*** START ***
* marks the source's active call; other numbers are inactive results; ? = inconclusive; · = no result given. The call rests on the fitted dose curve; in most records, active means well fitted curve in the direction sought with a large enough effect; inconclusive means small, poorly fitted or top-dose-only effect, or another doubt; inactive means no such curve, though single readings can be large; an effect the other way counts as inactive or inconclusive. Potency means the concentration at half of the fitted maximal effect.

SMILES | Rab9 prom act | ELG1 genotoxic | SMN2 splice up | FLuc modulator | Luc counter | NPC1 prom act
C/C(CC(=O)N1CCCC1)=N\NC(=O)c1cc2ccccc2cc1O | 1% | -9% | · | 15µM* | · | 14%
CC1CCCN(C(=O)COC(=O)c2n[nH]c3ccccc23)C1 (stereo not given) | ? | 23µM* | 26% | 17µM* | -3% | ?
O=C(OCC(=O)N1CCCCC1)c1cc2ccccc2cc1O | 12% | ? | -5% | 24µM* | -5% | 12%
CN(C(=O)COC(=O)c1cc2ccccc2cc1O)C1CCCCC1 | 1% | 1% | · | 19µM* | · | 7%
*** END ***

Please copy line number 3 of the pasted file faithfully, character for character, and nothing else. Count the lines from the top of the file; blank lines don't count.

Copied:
C/C(CC(=O)N1CCCC1)=N\NC(=O)c1cc2ccccc2cc1O | 1% | -9% | · | 15µM* | · | 14%